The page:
Before starting this Ultimate Fraisier Cake recipe, organise all the necessary ingredients for the sponge fingers.. Pour the egg whites in the stand mixer and beat at low speed until foamy.
When the egg whites start to to get a foamy consistency, add the castor sugar (except a little bit which you should keep to the side.
Increase the speed and beat until firm.
Increase to maximum speed...
... and add the rest of the castor sugar and beat again until stiff.
Using a mousse ring Ø 16cm, draw two circles with a pencil over a sheet of greaseproof paper.
Beat the egg yolks and castor sugar to a ribbon stage.
The egg yolks should be foamy, pale and doubled in volume.
In a large bowl, combine the flour and potato starch.
Add the egg yolks to the egg whites...
... and fold gently with a rubber spatula, making sure the preparation doesn't collapse.
Fold the preparation, making sure to go right down the bottom of the bowl with the spatula. Rotate the bowl with the other hand.
When homogeneous, sift the flour and potato starch over the preparation using a fine sieve. Add the dry ingredients in two or three batches. The preparation should remain light and foamy.
Combine gently with the spatula until homogeneous. This preparation should be piped and baked immediately.
Transfer into a piping bag fitted with a plain nozzle Ø 10mm.
Take the sheet with the two circles drawn over it. Flip the baking paper so the drawings are not in contact with the preparation. Pipe the preparation into a spiral pattern, starting from the centre.
Repeat the operation with the second disc. Don't hesitate to go over the edge of the drawing, since the biscuit will be trimmed later.
The result should be as shown in the photo.
Sprinkle icing sugar over the two biscuit lines before baking. Tiny pearls of sugar will appear on the surface to form a sort of crust.
Bake in a fan-assisted oven preheated at 170°C (gas 3) for 13 minutes. Baking time might vary according to the type of oven. When cooked, remove from the oven. Cover with another sheet of greaseproof paper and flip. The bottom piece of paper should detach easily. Let cool.
The result should be as shown in the photo. The biscuits can be prepared in advance and stored in the freezer, making sure to wrap them in cling film.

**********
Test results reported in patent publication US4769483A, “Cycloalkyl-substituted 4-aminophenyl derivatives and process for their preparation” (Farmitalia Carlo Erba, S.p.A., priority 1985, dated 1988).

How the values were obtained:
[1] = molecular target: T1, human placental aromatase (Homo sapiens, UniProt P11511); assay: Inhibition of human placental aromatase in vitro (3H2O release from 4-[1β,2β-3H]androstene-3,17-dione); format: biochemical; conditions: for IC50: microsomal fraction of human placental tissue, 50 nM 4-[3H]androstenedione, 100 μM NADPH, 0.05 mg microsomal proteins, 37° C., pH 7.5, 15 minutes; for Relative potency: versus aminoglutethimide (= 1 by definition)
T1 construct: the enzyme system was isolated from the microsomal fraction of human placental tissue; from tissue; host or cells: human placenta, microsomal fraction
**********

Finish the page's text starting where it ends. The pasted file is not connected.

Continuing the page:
For the red berry and kirsch coulis: Organise all the necessary ingredients.
Pour the red berry purée in a saucepan.
Pour the castor sugar...
... when the preparation comes to a boil...
... then remove from the heat and mix the preparation with a Bamix hand blender.
Pass through a fine sieve and transfer in a food tray until cooled down completely.
Wash the strawberries, then stem carefully.
Sort the strawberries by size, then cut into halves.
Arrange a mousse ring Ø 18cm on a baking sheet.
Line the inside of the mousse ring with a strip of acetate cut to a width of 4.5 to 5.5cm. Leave both ends overlap a little.
Place a round cake board Ø 18cm...
... at the bottom of the ring.
Arrange the strawberries vertically around the acetate strip, with the flat side against the mould. Make sure to arrange them into a tight row.
Trim the biscuit discs with the mousse ring Ø 16cm...
... as shown in the photo.
Check whether the biscuit fits inside the ring with the strawberries. Depending on how big the strawberries are, you might need to trim the biscuit a bit more.
Use a knife to trim if needed so the biscuit fits perfectly inside the strawberry border.
Add the kirsch liqueur to the red berry coulis. Combine with a whisk.
Dip the biscuit in the red berry coulis...
... on one side only.
Flip the biscuit and place it at the bottom of the ring (side with coulis facing up).
The result should be as shown in the photo. Set aside.
For the crème mousseline: Organise all the necessary ingredients.
Pour the whole milk in a saucepan and add the vanilla. I used vanilla powder for this recipe, but of course you can use a vanilla pod. If using liquid vanilla extract, add it once the cream is finished.
Heat the vanilla milk.
Place the egg yolks in a bowl...